How do you account for that? A look at the new accounting rules for leases

Earlier this year, the Financial Accounting Standards Board (FASB) released its much-anticipated update on the proper treatment of leases under U.S. Generally Accepted Accounting Principles (GAAP). The revised standard — known as Accounting Standards Update (ASU) No. 2016-02, Leases (Topic 842) — will apply to all organizations that lease assets such as real estate, vehicles, and construction and manufacturing equipment. While real estate lessors will experience little change when it comes to accounting for those leases, they could be affected if they lease vehicles, equipment or other property from other organizations.

What lessees need to know

Currently, lessees account for a lease based on whether it’s a capital (also known as finance) lease or an operating lease. They recognize capital leases (for example, a lease of equipment for nearly all of its useful life) as assets and liabilities on their balance sheets. Operating leases (for example, a lease of office or retail space for 10 years) aren’t recognized on lessees’ balance sheets and show up on financial statements only as a rent expense and disclosure item.

Under ASU 2016-02, lessees must recognize assets and liabilities for all leases with terms of more than 12 months, whether capital or operating. Lessees will report the right to use the leased asset on the balance sheet as an asset and the obligation to pay rent, discounted to its present value, as a liability.

A lessee’s recognition, measurement and presentation of expenses and cash flows arising from a lease by a lessee will still depend primarily on its classification as a capital or operating lease:

Capital leases. Lessees will amortize right-to-use assets separately from interest on the lease liability on the statement of comprehensive income. On the statement of cash flows, they’ll classify repayments of the principal portion of the lease liability within financing activities and payments of interest on the lease liability and variable lease payments within operating activities.

Operating leases. Lessees will recognize a single total lease cost, computed so that the cost of the lease is allocated over the lease term on a generally straight-line basis. They will classify all cash payments within operating activities on the statement of cash flows.

The new standard also requires lessees to make additional disclosures to help users of financial statements better understand the amount, timing and uncertainty of cash flows related to leases, including information about variable lease payments and options to renew and terminate leases.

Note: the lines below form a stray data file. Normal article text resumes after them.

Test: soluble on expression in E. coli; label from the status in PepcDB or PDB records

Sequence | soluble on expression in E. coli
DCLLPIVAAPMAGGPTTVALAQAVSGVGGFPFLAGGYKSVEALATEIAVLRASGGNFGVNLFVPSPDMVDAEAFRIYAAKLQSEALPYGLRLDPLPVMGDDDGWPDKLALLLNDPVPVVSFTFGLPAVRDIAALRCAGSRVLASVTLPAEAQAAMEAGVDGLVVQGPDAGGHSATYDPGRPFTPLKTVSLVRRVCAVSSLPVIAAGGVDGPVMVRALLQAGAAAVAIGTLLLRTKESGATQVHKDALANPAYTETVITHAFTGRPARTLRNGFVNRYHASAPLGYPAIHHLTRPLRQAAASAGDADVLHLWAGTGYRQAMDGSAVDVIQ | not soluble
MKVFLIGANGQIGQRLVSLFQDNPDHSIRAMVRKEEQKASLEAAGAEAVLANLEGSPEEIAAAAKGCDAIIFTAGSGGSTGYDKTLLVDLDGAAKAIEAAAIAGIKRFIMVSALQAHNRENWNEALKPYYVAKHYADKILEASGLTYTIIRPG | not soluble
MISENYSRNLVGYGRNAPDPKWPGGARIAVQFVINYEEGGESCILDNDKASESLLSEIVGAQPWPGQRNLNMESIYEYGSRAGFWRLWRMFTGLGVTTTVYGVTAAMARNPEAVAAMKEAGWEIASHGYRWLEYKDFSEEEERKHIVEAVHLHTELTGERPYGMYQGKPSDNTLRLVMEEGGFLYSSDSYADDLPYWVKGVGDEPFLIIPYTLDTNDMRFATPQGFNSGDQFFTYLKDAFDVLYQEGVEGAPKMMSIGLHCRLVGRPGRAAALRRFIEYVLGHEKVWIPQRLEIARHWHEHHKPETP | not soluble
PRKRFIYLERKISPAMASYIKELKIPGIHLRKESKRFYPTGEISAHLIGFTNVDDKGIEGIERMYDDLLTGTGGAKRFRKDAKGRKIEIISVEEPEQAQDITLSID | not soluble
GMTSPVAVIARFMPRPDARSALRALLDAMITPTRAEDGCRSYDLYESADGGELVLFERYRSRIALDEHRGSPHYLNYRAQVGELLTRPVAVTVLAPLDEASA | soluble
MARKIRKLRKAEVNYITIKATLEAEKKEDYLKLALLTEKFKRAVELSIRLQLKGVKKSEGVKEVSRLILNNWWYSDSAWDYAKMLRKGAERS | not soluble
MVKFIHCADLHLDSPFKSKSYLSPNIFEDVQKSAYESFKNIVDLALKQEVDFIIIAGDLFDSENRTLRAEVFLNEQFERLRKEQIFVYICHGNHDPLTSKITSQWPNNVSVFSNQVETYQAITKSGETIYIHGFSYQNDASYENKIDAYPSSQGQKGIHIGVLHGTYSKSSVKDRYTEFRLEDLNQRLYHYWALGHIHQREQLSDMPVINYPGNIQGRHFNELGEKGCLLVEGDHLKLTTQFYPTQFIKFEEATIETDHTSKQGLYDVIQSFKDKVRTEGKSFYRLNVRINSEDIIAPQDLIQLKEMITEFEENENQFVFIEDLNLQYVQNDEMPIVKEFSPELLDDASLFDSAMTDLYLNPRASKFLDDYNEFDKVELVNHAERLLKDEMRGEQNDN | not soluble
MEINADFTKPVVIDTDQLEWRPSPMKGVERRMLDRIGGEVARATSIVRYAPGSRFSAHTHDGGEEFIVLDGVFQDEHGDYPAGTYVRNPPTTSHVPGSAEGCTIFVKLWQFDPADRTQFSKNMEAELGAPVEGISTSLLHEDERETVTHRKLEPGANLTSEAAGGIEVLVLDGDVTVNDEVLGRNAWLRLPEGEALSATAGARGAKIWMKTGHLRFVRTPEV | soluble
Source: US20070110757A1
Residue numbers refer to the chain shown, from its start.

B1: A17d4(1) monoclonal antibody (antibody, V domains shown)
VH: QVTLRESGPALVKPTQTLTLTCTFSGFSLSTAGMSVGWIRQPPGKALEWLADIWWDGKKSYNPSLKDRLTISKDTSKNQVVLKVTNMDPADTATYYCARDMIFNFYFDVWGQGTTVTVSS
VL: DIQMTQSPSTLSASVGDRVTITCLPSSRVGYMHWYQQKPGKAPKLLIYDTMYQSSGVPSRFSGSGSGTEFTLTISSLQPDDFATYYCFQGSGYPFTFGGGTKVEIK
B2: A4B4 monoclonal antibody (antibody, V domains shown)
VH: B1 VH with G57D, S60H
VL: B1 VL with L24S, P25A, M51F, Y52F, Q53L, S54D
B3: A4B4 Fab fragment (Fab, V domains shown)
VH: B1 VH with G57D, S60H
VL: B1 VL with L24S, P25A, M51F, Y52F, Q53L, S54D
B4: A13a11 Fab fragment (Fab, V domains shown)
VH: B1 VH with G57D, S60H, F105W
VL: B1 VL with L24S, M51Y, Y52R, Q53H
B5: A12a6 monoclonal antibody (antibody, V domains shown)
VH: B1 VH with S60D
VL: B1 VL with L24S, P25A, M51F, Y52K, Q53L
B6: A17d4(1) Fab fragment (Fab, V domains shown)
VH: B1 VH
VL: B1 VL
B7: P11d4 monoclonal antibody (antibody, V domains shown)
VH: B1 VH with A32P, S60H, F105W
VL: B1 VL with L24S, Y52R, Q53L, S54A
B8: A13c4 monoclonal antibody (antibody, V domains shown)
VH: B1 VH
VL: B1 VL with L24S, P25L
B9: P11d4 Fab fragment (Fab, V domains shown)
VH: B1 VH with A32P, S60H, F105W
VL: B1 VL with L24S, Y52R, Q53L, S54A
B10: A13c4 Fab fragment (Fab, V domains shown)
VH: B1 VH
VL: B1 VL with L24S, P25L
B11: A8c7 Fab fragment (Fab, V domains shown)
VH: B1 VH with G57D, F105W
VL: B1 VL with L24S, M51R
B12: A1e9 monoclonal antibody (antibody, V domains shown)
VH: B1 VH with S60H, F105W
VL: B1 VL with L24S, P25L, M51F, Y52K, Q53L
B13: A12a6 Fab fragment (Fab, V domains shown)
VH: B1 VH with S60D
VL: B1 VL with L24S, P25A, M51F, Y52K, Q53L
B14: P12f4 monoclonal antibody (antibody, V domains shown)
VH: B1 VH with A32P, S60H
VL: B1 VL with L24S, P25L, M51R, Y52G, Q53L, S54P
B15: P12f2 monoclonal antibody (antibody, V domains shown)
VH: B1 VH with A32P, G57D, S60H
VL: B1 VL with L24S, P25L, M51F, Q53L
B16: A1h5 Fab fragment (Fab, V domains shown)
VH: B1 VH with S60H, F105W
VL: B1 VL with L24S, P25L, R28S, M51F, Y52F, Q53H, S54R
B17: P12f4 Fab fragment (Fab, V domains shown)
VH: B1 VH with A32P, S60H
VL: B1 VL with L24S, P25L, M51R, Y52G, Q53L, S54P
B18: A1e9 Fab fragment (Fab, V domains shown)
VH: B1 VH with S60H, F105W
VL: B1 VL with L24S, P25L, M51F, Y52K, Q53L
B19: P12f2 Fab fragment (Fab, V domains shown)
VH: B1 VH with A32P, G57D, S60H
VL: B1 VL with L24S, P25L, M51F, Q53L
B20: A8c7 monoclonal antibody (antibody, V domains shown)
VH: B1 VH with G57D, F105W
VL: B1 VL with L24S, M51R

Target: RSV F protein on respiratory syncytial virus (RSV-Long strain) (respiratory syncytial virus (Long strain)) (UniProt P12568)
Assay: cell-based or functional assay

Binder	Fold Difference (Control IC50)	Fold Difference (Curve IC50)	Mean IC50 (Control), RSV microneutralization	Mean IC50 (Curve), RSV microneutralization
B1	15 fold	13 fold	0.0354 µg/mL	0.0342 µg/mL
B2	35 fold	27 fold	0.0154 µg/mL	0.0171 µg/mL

What lessors need to know

The new standard won’t bring much change to lessors’ financial reporting. But it does include some “targeted improvements” intended to align lessor accounting with both the lessee accounting model and the revised revenue recognition guidance published in 2014 (ASU No. 2014-09, Revenue from Contracts with Customers (Topic 606)).

For example, lessors might need to recognize some lease payments they receive as liabilities if the collectibility of the lease payments is uncertain. Users of financial statements will have more information about lessors’ leasing activities and exposure to credit and asset risk related to leasing.

Combined contracts

A contract may come with both lease and service contract components (for example, maintenance services). Under ASU 2016-02, organizations will continue to separate the lease components from the nonlease components, and the standard provides additional guidance on how to do so.

The consideration in the contract is allocated to the lease and nonlease components on a relative standalone basis for lessees. For lessors, the consideration is allocated according to the guidance in the revenue recognition standard. Consideration related to nonlease components isn’t considered a lease payment, so it’s excluded from the measurement of lease assets or liabilities.

Be prepared

Public companies must adopt the new standard for interim and annual periods beginning after December 15, 2018. All other organizations will need to comply for annual periods beginning after December 15, 2019, and for interim periods beginning a year later. Early adoption is permitted. We can help you make the necessary preparations to ensure your financial reporting is in compliance by the applicable effective date.